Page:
Numerous layouts were designed and sold but the three-cabin versions made best use of the space overall.


On deck and performance

When launched, the Oceanis 400 was one of the first boats of this size designed for an all-furling sail plan, which means they have a slightly larger rig to take account of the loss in sail area associated with furling mainsails. However, later models, including the Oceanis 411 were also offered with conventional slab reefing mainsails. They were therefore for a period commonly seen in the bareboat classes at Caribbean regattas and at least one has been a regular competitor at Aberdeen Asset Management Cowes Week for the past few years.

An impressive feature is the large cockpit, with a decent sized central table that makes it easy to brace yourself in position when the boat is well heeled and is great for alfresco dining. One aspect that visually dates the boat is the large single wheel, although there is still a walk-through transom that is ideal both for swimming from the boat when the weather allows and for safe boarding from a dinghy.

There are two wide shallow cockpit lockers, plus dedicated stowage for gas and an anchor locker right forward. However, on earlier models at least, the chain locker is not particularly deep and the chain can jam below the windlass when recovering the anchor.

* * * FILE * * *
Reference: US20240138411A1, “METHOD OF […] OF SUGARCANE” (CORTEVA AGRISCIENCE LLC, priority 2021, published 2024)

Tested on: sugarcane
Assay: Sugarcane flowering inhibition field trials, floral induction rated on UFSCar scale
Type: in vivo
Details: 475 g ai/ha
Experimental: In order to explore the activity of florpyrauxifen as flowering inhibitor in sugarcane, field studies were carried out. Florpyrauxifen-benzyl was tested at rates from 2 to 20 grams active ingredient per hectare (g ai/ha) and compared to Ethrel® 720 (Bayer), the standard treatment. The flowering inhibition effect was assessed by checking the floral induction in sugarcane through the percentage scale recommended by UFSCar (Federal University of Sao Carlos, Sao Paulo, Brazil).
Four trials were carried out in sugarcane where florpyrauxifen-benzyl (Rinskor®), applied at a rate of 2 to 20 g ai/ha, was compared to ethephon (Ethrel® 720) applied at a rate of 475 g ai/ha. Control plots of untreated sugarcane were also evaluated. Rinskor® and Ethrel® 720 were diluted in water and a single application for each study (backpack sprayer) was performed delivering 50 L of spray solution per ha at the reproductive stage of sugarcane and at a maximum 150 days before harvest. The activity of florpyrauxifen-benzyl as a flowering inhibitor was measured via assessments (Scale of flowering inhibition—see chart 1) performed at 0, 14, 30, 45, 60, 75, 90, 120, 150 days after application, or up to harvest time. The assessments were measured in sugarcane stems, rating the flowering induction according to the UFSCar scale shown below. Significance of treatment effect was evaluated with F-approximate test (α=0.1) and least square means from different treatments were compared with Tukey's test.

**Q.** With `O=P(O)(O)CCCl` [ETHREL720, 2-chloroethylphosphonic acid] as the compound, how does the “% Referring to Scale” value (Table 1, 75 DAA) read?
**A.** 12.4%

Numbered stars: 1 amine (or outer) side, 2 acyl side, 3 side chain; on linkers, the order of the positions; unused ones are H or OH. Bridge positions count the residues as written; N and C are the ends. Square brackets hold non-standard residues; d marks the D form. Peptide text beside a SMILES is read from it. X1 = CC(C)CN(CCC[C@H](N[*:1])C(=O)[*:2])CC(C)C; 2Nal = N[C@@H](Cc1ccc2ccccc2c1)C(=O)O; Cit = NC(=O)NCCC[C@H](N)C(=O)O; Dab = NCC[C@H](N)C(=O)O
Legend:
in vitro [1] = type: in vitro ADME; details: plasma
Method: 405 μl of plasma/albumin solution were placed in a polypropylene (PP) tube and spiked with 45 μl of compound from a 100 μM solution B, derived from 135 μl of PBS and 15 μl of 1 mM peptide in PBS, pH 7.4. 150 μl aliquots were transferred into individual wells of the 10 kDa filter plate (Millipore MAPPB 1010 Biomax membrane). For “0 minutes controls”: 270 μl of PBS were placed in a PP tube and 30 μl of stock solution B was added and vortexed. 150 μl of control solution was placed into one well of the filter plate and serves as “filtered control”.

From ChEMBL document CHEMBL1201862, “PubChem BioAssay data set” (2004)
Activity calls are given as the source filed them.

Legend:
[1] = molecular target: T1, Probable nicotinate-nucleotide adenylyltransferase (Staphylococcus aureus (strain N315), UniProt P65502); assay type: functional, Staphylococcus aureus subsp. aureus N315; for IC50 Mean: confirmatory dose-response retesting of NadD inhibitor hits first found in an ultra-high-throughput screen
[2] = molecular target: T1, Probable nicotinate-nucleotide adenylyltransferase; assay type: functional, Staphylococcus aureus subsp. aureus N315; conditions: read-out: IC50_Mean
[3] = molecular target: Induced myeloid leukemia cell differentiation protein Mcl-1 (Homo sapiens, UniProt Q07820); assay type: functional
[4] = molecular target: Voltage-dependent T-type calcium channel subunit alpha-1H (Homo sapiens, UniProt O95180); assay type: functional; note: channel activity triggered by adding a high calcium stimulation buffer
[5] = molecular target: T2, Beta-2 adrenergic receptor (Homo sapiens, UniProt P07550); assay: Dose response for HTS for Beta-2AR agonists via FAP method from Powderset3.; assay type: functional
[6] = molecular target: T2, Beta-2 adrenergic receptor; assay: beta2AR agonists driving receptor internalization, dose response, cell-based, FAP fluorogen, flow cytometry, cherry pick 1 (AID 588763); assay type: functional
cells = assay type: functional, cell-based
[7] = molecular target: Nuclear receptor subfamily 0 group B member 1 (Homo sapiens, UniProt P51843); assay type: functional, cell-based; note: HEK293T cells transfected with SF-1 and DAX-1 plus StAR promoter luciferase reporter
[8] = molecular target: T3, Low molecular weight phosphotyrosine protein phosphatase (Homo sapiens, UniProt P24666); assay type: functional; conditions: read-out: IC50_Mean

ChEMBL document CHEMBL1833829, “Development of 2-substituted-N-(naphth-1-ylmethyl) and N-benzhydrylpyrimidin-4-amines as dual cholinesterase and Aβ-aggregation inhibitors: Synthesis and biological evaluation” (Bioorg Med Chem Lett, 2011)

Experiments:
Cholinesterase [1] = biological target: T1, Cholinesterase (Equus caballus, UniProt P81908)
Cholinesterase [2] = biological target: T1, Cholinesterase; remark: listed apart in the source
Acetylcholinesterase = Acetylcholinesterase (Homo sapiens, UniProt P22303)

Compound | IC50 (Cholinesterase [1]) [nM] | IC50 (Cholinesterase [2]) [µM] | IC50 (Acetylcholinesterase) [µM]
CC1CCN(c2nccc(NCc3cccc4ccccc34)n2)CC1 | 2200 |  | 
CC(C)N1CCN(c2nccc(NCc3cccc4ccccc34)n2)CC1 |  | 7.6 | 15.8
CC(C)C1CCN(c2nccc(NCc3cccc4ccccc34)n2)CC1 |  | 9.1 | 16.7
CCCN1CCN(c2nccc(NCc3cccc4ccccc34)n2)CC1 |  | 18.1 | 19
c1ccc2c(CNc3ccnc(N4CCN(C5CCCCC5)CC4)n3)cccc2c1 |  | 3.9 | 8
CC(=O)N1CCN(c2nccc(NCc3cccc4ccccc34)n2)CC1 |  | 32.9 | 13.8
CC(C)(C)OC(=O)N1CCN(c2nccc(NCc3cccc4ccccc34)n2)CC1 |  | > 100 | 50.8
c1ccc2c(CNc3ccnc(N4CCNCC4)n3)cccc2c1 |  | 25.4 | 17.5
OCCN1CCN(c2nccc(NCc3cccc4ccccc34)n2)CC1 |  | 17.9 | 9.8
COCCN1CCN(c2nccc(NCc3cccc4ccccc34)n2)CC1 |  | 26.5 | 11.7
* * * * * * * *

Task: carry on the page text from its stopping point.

The beamy hull has fairly full forward sections and is relatively heavy, so despite the larger sail area relative to some competitors, the boat is not particularly quick in light airs. The shallow draught is also a handicap when sailing to windward – even the deeper draught keel option has only 1.7m draught, which would be considered very shallow for a boat of this size by today’s standards. However above 10 knots of true wind on a reach, a long effective waterline length means that good average speeds are achievable.


What it does best

This is a spacious boat for family sailing that provides privacy and room to spread out, both on deck and below, at an attractive price.



Sailing performance and handling is not as good as a more performance oriented design.



Hull length: 11.85m
LWL: 10.8m
Beam: 3.95m
Draught (standard keel): 1.7m
Draught (shoal draught option): 1.45m
Displacement: 8,500kg
Ballast: 2,400kg


Where to buy a Beneteau Oceanis 400 / Oceanis 411

Beneteau Oceanis 400 yacht for sale on

Beneteau Oceanis 411 yacht for sale on

Beneteau Oceanis 40CC


More cruising yachts reviewed on

8 great centre cockpit cruising yachts

Choosing the right family cruising boat

10 Top Beneteau Yachts: Figaro, First, Oceanis and Sense

Written by: Rupert Holmes
Rupert Holmes has more than 70,000 miles of offshore cruising and racing experience, in waters ranging from the North Sea to the Southern Ocean and Cape Horn. He writes about all aspects of boat ownership and marine travel, including destinations, seamanship and maintenance, as well as undertaking regular new boat and gear tests. He currently sails around 5,000 miles per year and in the past couple of seasons has cruised from the UK to the Azores, as well as winning his class in the 2014 two-handed Round Britain and Ireland Race. He also owns two yachts, one based in the Mediterranean and the other in the UK.